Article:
Smokers who switched to vaping understandably thought that they had found a situation which would be welcomed by all. They had found a way by which they could continue to use nicotine, a well understood drug with a harm risk profile similar to caffeine, but via a delivery system devoid of the 4,000 odd toxins contained in lit tobacco. They were dramatically reducing the harm done to themselves, and also that said to be being done to others. Because the vapour emitted by e-cigarettes disperses very quickly and is almost odourless this should have been a socially acceptable method by which to consume nicotine.
However, they reckoned without the effects of the social engineering undertaken by the tobacco control movement. So successful were the policies of denormalisation in turning smokers into social pariahs that there is little sympathy among some sectors of the public for those smokers who choose to vape. And they are still seen by many in the tobacco control movement as the hopelessly addicted victims of the tobacco industry, weak willed (or deluding themselves into believing they enjoy nicotine) and beyond realistic help. So in order to minimise the as yet unsubstantiated theoretical future risks, policy recommendations dictate that these people are simply sacrificed as collateral damage in the war against the tobacco industry. If vapers are not careful the public will support these policies, just as they did with the smoking bans, and for even less good reason.
Another non smoker described to me what he felt was the issue. He believes that many vapers are “liberated smokers” with memories of all of the persecution that went with being a smoker, and so are fundamentally opposed to any and all restrictions on vaping and want to flaunt their new found freedom at every opportunity. If this means blowing vast clouds of vapour in a pub restaurant next to other diners they will do it. But would anyone, let alone a non smoker, really want to eat their chicken supper sitting next to this?
OK, that one is probably a little extreme. But if, as a restaurateur, you allow vaping, you are also allowing people to do that – unless you can think of some way to put restrictions on cloud size and density. Additionally, it is not practical to put a restriction on the number of vapers you have in at any one time, so even if they are all vaping ‘normally’, with a large number present things can still get pretty foggy as anyone who has been to a vape meet will know. We cannot expect the public to simply be happy to be told that the fog is benign, especially in light of the adverse propaganda spread through the media on what seems to be a daily basis. We also cannot expect proprietors and employers to fly in the face of the opinions of the non smoking, ‘clean air’ loving majority – but it should be their choice.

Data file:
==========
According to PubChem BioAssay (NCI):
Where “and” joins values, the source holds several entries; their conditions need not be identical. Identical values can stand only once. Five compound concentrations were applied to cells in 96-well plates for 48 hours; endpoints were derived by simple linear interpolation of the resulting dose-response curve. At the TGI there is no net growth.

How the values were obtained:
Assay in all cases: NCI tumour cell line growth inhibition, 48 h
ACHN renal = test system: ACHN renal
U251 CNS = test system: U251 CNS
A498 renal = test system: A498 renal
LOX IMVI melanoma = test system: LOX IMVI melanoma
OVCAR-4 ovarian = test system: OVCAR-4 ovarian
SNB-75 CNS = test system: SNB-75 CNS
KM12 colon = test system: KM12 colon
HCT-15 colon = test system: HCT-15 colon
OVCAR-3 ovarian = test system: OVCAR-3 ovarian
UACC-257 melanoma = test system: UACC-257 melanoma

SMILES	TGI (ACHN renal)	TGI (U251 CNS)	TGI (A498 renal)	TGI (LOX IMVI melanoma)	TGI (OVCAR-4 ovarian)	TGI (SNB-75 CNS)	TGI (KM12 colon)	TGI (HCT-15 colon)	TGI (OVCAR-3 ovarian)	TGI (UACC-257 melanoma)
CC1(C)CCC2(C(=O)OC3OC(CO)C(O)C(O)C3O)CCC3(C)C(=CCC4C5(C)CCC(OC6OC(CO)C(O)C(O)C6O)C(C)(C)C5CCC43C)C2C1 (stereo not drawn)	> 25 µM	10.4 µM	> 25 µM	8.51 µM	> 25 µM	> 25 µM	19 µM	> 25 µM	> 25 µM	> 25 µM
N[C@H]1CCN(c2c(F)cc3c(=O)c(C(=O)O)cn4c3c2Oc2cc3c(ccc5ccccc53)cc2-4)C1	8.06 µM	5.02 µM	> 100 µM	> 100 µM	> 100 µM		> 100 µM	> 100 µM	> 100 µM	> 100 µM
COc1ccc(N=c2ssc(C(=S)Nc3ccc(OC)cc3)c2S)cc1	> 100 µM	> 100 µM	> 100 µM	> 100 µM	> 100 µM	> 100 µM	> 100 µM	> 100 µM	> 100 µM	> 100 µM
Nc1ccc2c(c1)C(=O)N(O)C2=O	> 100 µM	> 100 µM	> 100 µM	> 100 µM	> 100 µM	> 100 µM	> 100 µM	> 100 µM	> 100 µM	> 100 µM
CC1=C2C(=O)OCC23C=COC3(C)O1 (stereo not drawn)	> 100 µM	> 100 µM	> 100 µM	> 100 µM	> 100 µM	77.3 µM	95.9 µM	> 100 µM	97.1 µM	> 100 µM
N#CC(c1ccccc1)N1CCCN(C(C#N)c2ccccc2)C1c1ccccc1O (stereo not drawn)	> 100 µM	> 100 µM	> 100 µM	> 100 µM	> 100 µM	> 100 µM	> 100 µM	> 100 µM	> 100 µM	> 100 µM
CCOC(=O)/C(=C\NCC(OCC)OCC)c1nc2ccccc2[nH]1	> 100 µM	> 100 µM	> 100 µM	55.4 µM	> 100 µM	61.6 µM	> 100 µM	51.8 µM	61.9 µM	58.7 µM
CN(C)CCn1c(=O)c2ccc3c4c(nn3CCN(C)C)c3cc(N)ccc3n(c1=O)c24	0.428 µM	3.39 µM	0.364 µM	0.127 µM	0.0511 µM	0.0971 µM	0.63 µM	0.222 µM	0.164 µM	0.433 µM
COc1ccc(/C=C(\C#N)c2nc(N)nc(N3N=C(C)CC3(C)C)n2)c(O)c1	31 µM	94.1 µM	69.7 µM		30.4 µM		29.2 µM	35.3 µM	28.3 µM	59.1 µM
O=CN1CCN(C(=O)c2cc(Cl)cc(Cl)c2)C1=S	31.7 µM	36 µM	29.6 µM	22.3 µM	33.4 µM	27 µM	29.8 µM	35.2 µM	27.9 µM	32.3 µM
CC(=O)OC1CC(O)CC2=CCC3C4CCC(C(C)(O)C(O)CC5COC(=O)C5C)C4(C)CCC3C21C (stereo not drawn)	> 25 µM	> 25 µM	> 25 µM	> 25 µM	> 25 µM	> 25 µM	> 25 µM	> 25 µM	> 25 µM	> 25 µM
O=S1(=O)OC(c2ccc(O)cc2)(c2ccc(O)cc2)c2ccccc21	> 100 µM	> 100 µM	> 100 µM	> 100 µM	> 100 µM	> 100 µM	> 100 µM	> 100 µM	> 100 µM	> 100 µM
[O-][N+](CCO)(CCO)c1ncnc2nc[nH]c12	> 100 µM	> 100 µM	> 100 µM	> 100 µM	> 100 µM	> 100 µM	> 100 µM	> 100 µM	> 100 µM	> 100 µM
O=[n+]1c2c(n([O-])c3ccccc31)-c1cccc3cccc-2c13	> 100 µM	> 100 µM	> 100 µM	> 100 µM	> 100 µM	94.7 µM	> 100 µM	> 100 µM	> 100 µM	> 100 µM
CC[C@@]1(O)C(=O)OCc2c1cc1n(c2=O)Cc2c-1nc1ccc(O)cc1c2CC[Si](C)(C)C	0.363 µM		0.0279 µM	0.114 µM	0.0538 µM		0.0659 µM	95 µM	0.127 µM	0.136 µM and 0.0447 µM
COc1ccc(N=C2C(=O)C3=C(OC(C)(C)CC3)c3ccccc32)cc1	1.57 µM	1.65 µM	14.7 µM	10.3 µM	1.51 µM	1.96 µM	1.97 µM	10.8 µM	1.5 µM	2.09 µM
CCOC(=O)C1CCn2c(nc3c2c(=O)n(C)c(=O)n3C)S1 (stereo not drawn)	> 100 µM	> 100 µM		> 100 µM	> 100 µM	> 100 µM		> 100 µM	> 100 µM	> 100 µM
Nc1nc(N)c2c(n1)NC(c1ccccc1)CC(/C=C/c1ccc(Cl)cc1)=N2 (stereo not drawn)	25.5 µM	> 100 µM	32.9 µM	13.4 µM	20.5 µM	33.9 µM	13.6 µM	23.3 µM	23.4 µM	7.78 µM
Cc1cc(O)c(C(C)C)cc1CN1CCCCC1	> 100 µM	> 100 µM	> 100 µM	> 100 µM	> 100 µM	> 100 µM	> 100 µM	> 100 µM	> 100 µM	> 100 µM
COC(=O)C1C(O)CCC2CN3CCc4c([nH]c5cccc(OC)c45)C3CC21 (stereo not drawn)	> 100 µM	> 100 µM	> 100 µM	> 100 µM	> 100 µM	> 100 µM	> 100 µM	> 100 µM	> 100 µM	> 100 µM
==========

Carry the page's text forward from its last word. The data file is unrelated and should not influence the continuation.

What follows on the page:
Vaping is relatively new and the etiquette is still developing. Most people I know are considerate and discreet when appropriate, but it only takes one obnoxious ‘its-legal-and-I’ll-do-what-i-like’ cloud blower to spoil the party for all of us in any given establishment. So we need to develop the etiquette ourselves, before public (and business) support results in further statutory bans of the sort now proposed in Wales, with Scotland watching intently. You can be sure that if bans are brought in the excuse will be “we don’t know what’s in them”, but the real reason will be “we just don’t like them”.
So vapers, what do you think? Is it better to be loud and proud, or is discretion sometimes the better part of valour?